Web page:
7. I want to send you some thread! I know this isn’t what you’re asking for, but seriously…just email me. Maybe this is what people’ll need to do…screw waiting for a supplier to ship to where we are, ask around, pool resources…I mean what’s buying a $3 spool of thread and popping it in the mail to send it to you considering how much you provide on this blog to feed other people?

    I firmly believe that people who are of a sound and caring mind will be ahead of the game because sharing our practical concerns will help us distribute our resources. I once gave an old bike frame to a bike shop, who sold it for cheap to a guy without much money, and I just found out that that same bike is now in a museum exhibition about cycling in my city!
    I was sooooo happy to hear that my little bicycle is now in a museum! lol
    Here again one of the many benefits of sharing what you’ve got.

  8. “and living in a place like this provides no distractions and you must pare down and simplify, kind of boring…no malls etc…but the blessing is that you can focus on what TRULY matters, family, friends, even yourself. So maybe in the long run this sort of reprioritizing will be good for our country.”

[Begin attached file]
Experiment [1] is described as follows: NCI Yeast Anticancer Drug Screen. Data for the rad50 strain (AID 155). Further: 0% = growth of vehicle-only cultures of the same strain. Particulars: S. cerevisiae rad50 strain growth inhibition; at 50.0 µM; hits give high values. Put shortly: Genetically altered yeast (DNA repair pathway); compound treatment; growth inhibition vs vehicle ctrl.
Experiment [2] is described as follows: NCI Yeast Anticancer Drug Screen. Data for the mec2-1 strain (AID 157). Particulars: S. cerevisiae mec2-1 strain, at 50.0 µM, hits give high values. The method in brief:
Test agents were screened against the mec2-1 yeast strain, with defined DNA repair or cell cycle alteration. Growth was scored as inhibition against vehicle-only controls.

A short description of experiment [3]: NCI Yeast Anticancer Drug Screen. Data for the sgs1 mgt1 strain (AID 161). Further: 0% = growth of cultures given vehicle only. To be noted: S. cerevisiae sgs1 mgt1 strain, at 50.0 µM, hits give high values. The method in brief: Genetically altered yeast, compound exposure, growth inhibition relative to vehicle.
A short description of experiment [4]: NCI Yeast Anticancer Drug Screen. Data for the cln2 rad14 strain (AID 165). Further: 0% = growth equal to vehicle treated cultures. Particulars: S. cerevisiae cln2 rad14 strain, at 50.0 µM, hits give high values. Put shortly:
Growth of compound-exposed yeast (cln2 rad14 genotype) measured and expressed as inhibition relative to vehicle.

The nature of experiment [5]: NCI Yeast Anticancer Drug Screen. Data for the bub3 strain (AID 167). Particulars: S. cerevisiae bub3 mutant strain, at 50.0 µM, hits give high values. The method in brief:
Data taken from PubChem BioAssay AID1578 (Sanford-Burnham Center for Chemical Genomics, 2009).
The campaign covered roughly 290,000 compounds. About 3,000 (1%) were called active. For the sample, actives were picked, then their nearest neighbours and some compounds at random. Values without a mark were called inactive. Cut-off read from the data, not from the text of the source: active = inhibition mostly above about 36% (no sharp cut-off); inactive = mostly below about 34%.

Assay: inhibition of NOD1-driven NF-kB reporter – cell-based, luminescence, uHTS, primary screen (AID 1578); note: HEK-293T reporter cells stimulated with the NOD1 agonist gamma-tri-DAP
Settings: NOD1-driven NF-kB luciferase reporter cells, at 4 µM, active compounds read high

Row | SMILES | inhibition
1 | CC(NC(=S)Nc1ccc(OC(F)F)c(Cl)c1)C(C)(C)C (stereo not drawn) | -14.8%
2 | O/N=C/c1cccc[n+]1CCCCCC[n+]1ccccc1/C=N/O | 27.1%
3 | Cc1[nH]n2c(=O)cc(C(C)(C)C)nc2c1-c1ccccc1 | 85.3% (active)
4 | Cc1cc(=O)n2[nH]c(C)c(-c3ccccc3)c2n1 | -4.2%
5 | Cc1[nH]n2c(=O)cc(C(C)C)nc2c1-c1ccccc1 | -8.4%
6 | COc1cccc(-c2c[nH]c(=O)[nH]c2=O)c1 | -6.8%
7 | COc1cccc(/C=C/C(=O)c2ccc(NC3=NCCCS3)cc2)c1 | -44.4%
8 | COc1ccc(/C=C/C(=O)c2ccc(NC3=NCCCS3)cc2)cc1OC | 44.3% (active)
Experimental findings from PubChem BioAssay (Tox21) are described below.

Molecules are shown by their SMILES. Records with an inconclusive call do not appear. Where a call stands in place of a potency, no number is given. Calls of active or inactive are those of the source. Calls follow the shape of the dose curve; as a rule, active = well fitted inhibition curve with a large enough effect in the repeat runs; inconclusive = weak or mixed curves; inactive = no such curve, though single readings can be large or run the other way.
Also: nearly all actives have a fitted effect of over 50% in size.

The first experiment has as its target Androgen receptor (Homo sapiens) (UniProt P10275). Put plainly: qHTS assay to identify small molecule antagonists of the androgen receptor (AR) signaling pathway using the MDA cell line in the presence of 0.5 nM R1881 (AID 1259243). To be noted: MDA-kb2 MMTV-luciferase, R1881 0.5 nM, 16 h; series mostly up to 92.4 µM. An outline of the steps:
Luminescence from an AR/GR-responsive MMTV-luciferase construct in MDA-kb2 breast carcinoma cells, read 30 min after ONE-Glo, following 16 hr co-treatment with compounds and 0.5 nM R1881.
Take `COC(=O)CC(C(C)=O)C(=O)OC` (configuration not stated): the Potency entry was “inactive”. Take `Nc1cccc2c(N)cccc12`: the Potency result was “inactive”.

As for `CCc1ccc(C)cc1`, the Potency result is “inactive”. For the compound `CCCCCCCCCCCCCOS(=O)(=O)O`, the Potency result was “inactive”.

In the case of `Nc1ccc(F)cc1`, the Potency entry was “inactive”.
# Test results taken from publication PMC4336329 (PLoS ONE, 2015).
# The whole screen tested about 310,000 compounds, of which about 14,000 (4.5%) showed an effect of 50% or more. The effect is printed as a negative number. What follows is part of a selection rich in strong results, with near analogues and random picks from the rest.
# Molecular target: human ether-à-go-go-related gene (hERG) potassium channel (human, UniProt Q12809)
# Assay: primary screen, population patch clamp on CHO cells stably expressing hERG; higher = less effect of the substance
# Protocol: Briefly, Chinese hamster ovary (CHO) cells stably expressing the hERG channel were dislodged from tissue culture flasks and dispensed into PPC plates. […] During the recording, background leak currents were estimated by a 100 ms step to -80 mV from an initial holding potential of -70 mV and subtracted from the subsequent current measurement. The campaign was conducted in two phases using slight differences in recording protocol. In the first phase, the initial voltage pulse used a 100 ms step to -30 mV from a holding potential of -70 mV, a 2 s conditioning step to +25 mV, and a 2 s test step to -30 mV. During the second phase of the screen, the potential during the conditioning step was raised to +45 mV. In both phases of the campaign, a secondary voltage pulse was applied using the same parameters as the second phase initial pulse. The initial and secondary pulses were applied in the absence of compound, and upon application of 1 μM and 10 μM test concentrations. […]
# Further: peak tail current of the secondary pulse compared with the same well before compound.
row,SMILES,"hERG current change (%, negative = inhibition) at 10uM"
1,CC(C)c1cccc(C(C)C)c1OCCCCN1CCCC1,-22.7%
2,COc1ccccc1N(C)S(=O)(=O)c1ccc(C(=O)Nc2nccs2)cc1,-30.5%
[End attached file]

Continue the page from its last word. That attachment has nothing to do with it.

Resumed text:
I agree kvk. In a country where everything is so disposable and shopping has become a hobby, I don’t think that this all is such a bad thing. We will all just have to learn to make do with what we have.

  9. Thanks, kash. I sewed the couch with black thread this afternoon, it’ll just have to do. But yeah, people will do that, at least people like you.

    I am silly typing on your old keyboard – I love this thing!! 🙂

  10. It’s like you Elsa…you came up with this site out of neccessity. Your daughter was sick and you wanted to be home with her but you needed to work, to make money…so you came up with this site. I’m sure you, at the time, would’ve rather things were different but with your ingenuity and creativity you came up with a solution that not only helps and entertains others but honors your priority to your family. I’ve talked with a lot of people who are thinking of creative and different ways to solve these things for themselves and their families…solutions they never would have thought of if the state of the economy wasn’t what it is and they hadn’t needed to.